“Sisters are more than the sum of their relative disadvantages: they are active agents who craft meaning out of their circumstances and do so in complicated and diverse ways.”
-Melissa Harris-Perry, Sister Citizen (2011)
Let’s hear it for black girls!
They are beautiful, bold, irrepressible and – above all – so incredibly strong.
Black girls will outlast any struggle, face down any adversary, and – more often than not – triumph in the face of adversity.
I know. I’m a public school teacher, and many of my best students are black and female.
That doesn’t necessarily mean they get the best grades. Some earn A’s and some don’t. But when it comes to pure willpower and the courage to stand up for themselves, no one beats a black girl.
Those are rare qualities nowadays. Sometimes it doesn’t make these girls easy to have in class. But think about how important they are.
As a teacher, it sure makes your life easier when students do whatever they’re told. But in life, we don’t want citizens who simply follow orders. We want people who think for themselves, people who question directives and do only what they think is right.
In short, we need people who act more like black girls.
As a white male, it’s taken me some time to come to an appreciation of black womanhood. But after about 15 years teaching in public schools serving mostly poor, minority students, appreciate them I do.
Think of the challenges they face and often overcome. Not only are they subject to the same racism as black males, they also have to function under the burden of male patriarchy and the quiet sexism that pervades American society.
According to a study entitled Unlocking Opportunity for African American Girls by the NAACP and the National Women’s Law Center, African-American girls suffer from higher rates of sexual violence and intimate partner violence than white women, high rates of sexual harassment in school, and they are more vulnerable to sex trafficking than any other group.
In addition, more than one-third of black female students did not graduate on time in 2010, compared to 19 percent of white female students. However, there has been progress. Despite a lingering graduation gap, black girls have actually increased their graduation rate by 63% in the past 50 years, according to the National Coalition on Black Civic Participation. Unfortunately, this hasn’t meant they’ve built up more wealth. In 2010, single black women’s median wealth was just $100 compared to single white women’s wealth, which was $41, 500.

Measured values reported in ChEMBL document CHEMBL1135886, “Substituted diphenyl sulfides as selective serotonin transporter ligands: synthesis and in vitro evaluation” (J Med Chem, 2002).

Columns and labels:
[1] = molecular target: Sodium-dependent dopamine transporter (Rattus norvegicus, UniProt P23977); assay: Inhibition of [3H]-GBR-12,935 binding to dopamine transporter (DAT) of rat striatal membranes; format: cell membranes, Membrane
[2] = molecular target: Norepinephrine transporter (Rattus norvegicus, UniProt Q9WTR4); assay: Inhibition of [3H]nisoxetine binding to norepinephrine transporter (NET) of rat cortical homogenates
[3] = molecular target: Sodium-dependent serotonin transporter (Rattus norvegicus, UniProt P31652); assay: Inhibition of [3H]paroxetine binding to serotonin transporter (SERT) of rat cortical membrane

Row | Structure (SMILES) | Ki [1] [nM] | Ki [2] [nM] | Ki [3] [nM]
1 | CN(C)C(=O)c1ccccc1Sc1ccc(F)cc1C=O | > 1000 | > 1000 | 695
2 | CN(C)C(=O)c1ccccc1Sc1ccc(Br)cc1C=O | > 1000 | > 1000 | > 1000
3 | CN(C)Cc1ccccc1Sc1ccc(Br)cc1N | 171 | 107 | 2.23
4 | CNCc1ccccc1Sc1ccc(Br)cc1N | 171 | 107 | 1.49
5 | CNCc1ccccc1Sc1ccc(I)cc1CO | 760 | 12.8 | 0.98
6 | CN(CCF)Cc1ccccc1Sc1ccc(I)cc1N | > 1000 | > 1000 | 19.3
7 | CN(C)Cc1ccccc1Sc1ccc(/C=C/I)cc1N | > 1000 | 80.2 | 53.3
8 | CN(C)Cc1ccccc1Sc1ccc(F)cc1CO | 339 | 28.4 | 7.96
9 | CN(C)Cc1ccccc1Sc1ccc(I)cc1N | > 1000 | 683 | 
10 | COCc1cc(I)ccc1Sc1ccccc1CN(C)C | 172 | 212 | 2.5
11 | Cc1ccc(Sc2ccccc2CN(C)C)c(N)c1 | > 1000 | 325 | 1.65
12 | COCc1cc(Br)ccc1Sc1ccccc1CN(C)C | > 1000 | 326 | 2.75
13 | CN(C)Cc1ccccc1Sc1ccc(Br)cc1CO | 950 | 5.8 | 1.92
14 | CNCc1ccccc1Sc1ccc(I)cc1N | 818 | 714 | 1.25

And it only gets worse the closer we look at it. Black women are the only group whose unemployment rate remained stagnant at 10.6%, while the overall rate for workers in the United States dropped from 7.2% to 6.1% between August 2013 and August 2014, according to a National Women’s Law Center report on jobs data. More than a quarter of black women live in poverty, according to the Center for American Progress, despite making up a larger portion of the workforce than white and Latina women.
Despite such problems, black women start businesses at six times the national average, according to the Center for American Progress. And this is even more startling when you realize they are also more likely to be denied small business loans and federal contracts.
It’s one of the reasons black girls are so special. Those who somehow survive the incredible pressures society puts them under often become super achievers. They can do almost anything.
Perhaps it’s an internalization of the advice black women often get from their mothers. They’re frequently told they have to work harder and do more just to be noticed, and they often do. In my classes, I’ve had more black girls achieve grades over the 100% mark than any other group. And that’s not easy to do. But it’s typical black girl power – they try to be more than perfect.
However, it takes a toll.
They are more likely to die of breast cancer than any other racial group, according to the Centers for Disease Control and Prevention. The reasons are complex, but include the fact that black women experience delays in diagnosis and treatment. Like many oppressed people, they often internalize that oppression – they don’t take care of themselves and the stress can be a killer.